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  1. #1

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    Canon T70 - one tough camera

    While shooting pics at a local event I had to have my hands free for something and shoved my T-70 in my jacket pocket. Two seconds later I had to move and *THUNK* the darn thing fell out of my pocket onto the grassy lawn below. The odd thing? I didn't panic nor even have the slightest bit of concern. I knew it was unharmed. And it was, perfectly fine.

    If I'd done the same with my Nikon D90 I'd be moaning... or would I? Are DSLRs really that fragile or is it an unjustified fear? I know if I'd dropped my N80 I'd be very concerned too. Are there 35mm cameras you'd *think* are toughies but are wimpy?
    In life you only get one great dog, one great car, and one great woman. Pet the dog. Drive the car. Make love to the woman. Don't mix them up.

  2. #2
    David Lyga's Avatar
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    Much maligned, much disdained, not even made by Canon.

    But, really, it takes pitures of the same quality as the revered F-1. Costs were cut in ways that do not really impact the precision. Although the film gate is plastic, I wonder how much more 'inferior' that is, compared to metal.

    This 'inferiority complex' genre of the Canon T series is, perhaps, misconstrued. The cameras are worthy, albeit not 'sexy'. - David Lyga.

  3. #3
    Mike Wilde's Avatar
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    I picked up a Canon T something this spring at a liqudation auction.

    I'm happy with how it works, but don't use it heaps.
    I mostly use it as a 'teacher' camera that I introduce new to film sorts camera users on. It is my only autofocus camera.
    Most compact d** P&S sorts are overwhelmed to have to do all sorts of things like meter, and focus at the same time.

    I bought a 50mm autofocus canon prime off of one online site or other - I cannot recall which it was - about a year ago for a reasonable amount to use on a D***SLR.
    That camera is owned by a theatre group I belong to.
    They want me to use it for portraits I take of thier performers.
    With the kit lens that came with the D*** SLR camera, I just could not stand the major depth of field it yielded for portraits that were to be credited to me.

    So then I had the lens, and no camera for it.

    Well the T something - I can't recall if it is a 50 or 70, or something else, came to me for something like $15.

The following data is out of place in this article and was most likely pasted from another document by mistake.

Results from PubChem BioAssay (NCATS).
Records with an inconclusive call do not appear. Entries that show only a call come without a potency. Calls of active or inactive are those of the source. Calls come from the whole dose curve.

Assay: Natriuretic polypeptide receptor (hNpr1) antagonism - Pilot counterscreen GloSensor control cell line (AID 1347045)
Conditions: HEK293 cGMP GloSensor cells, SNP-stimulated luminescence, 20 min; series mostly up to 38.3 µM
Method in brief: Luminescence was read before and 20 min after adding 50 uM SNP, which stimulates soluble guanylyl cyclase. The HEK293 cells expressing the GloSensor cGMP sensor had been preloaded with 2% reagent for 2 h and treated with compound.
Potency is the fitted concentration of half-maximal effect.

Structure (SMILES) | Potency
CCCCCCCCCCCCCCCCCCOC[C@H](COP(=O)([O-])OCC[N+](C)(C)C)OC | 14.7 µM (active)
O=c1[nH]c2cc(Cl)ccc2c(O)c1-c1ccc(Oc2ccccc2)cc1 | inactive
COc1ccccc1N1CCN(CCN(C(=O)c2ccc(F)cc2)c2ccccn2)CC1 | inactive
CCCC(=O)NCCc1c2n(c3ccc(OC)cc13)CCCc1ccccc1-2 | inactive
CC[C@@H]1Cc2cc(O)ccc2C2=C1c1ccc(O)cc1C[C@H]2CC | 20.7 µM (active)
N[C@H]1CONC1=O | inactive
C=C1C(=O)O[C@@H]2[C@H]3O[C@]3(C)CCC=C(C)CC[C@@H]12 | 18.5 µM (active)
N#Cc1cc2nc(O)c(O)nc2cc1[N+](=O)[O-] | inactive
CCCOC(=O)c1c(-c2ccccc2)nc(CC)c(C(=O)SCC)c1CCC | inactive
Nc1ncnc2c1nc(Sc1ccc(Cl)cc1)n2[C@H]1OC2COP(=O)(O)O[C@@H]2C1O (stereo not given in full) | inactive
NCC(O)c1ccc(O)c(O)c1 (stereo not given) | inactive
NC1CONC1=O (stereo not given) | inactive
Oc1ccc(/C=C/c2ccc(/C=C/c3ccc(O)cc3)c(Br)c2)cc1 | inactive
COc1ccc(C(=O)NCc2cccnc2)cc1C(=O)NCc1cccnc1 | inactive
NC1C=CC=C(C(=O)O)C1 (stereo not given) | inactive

It has a crack in the LCD display, but the display works fine, as does the rest of the the camera, as long as you pony up for the proprietary, albeit long lasting, battery.
    my real name, imagine that.

  4. #4
    benjiboy's Avatar
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    I don't think it's a T camera Mike, because none of them were autofocus.
    Ben

  5. #5

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    Quote Originally Posted by benjiboy View Post
    I don't think it's a T camera Mike, because none of them were autofocus.
    I believe the T80 was Canon's first autofocus (albeit a very strange-looking on-lens autofocus mechanism.)

    http://en.wikipedia.org/wiki/Canon_T80

    edited to add link
    Best Regards,
    Larry

    EOS-1, AE-1 Program, Konica FC-1, Konica Autoreflex T, Konica Auto S2, Mamiya-Sekor TL 1000, Carl Zeiss Werra III, Contax D, Zeiss Ikon Nettar 215, ......good lord, I have a problem.....

  6. #6

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    The Canon FTb is very robust also.

    Jeff

  7. #7

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    The T70 is a very good camera and I use it the most as I trust it and know with matching flashgun it will deliver results, and if I dropped it, would just buy another as they are so cheap (well I own two so would have to drop both )

  8. #8
    Rick A's Avatar
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    I bought a T70 at a yard sale for my daughter, paid $5 for it. She shot the dickens outta it until she picked up an AE-1, that's her favorite now, she doesn't care for the "does most of the work for you" mode on the T.
    Rick A
    Argentum aevum
    BTW: the big kid in my avatar is my hero, my son, who proudly serves us in the Navy. "SALUTE"

  9. #9
    benjiboy's Avatar
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    Quote Originally Posted by Lawrence Sheperd View Post
    I believe the T80 was Canon's first autofocus (albeit a very strange-looking on-lens autofocus mechanism.)

    http://en.wikipedia.org/wiki/Canon_T80

    edited to add link
    This was an autofocus lens, not a camera it relied on subject contrast, that was so slow and laboured in use to render it useless, it was quicker and easier to focus manually.
    Ben

  10. #10

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    Quote Originally Posted by benjiboy View Post
    This was an autofocus lens, not a camera it relied on subject contrast, that was so slow and laboured in use to render it useless, it was quicker and easier to focus manually.
    The lenses had the motor and controls in them, however they would not autofocus on any camera but the T80.

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